Poisson distribution

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{math, number, function}
{rate, high, increase}
{math, energy, light}
{day, year, event}
{law, state, case}
{system, computer, user}
{work, book, publish}
{household, population, female}

(where \Gamma(x, y)\,\! is the Incomplete gamma function and \lfloor k\rfloor is the floor function)

(for large λ) \frac{1}{2}\log(2 \pi e \lambda) - \frac{1}{12 \lambda} - \frac{1}{24 \lambda^2} -
                     \frac{19}{360 \lambda^3} + O(\frac{1}{\lambda^4})

In probability theory and statistics, the Poisson distribution (pronounced [pwasɔ̃]) (or Poisson law of small numbers[1]) is a discrete probability distribution that expresses the probability of a number of events occurring in a fixed period of time if these events occur with a known average rate and independently of the time since the last event. (The Poisson distribution can also be used for the number of events in other specified intervals such as distance, area or volume.)

The distribution was first introduced by Siméon-Denis Poisson (1781–1840) and published, together with his probability theory, in 1838 in his work Recherches sur la probabilité des jugements en matière criminelle et en matière civile (“Research on the Probability of Judgments in Criminal and Civil Matters”). The work focused on certain random variables N that count, among other things, the number of discrete occurrences (sometimes called “arrivals”) that take place during a time-interval of given length.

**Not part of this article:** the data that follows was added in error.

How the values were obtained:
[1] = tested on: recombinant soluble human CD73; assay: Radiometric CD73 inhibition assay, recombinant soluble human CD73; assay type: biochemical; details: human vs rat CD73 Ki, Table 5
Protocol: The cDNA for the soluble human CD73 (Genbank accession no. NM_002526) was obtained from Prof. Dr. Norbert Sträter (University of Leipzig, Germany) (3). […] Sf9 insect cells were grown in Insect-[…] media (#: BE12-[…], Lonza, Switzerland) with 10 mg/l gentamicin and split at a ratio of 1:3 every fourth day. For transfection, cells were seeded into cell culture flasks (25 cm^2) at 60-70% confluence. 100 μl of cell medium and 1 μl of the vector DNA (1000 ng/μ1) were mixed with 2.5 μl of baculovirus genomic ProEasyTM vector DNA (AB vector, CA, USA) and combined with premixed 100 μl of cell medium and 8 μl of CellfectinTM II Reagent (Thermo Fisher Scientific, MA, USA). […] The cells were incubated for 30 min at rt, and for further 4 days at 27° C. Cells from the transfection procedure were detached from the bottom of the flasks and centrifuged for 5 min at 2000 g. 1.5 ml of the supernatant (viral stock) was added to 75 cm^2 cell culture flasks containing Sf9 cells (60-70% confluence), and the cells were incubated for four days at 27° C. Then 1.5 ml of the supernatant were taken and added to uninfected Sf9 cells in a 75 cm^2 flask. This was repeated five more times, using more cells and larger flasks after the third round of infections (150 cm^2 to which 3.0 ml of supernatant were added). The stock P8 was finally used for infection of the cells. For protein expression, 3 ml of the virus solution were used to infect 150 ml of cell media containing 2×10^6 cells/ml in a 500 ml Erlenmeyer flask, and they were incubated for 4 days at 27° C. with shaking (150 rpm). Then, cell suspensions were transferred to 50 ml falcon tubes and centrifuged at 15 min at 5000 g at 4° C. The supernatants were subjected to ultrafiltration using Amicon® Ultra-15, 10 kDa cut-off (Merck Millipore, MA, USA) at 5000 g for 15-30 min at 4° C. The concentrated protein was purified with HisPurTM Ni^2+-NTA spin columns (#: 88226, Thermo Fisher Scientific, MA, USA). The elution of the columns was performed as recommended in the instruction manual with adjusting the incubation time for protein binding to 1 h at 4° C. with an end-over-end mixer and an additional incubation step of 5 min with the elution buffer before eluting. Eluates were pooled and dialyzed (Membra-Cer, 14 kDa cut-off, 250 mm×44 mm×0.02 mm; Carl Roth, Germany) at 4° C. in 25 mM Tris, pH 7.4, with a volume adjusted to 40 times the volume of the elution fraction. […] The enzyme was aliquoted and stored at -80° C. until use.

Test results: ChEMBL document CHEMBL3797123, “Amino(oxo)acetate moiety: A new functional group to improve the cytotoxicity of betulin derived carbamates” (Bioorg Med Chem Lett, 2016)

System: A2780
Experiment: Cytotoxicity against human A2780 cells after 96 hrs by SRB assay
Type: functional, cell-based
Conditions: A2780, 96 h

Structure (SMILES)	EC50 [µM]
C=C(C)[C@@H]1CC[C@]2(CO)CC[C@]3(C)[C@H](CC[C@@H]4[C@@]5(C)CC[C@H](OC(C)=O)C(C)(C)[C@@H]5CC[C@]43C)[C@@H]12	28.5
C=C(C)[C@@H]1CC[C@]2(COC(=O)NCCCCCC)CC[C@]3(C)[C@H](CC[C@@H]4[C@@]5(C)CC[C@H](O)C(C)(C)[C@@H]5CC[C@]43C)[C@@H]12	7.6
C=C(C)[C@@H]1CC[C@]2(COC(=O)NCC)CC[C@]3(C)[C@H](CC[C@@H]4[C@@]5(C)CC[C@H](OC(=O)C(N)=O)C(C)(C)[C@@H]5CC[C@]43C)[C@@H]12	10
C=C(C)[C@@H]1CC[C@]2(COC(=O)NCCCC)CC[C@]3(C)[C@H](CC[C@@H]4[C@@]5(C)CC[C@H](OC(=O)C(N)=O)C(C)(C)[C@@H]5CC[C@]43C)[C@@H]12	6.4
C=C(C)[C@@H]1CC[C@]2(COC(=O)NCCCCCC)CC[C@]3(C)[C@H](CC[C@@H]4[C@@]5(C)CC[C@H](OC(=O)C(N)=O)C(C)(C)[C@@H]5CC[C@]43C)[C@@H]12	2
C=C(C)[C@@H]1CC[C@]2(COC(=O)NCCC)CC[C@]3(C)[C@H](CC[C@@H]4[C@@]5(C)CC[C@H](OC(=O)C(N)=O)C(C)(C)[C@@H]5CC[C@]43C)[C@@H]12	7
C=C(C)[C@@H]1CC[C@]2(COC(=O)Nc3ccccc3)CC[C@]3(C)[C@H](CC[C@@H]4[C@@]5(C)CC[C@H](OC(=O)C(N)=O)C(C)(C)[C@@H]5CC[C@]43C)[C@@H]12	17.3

If the expected number of occurrences in this interval is λ, then the probability that there are exactly k occurrences (k being a non-negative integer, k = 0, 1, 2, ...) is equal to

where

  • e is the base of the natural logarithm (e = 2.71828...)
  • k is the number of occurrences of an event — the probability of which is given by the function
  • k! is the factorial of k
  • λ is a positive real number, equal to the expected number of occurrences that occur during the given interval. For instance, if the events occur on average 4 times per minute, and one is interested in the probability of an event occurring k times in a 10 minute interval, one would use a Poisson distribution as the model with λ = 10×4 = 40.

As a function of k, this is the probability mass function. The Poisson distribution can be derived as a limiting case of the binomial distribution.

The Poisson distribution can be applied to systems with a large number of possible events, each of which is rare. A classic example is the nuclear decay of atoms.

The Poisson distribution is sometimes called a Poissonian, analogous to the term Gaussian for a Gauss or normal distribution.

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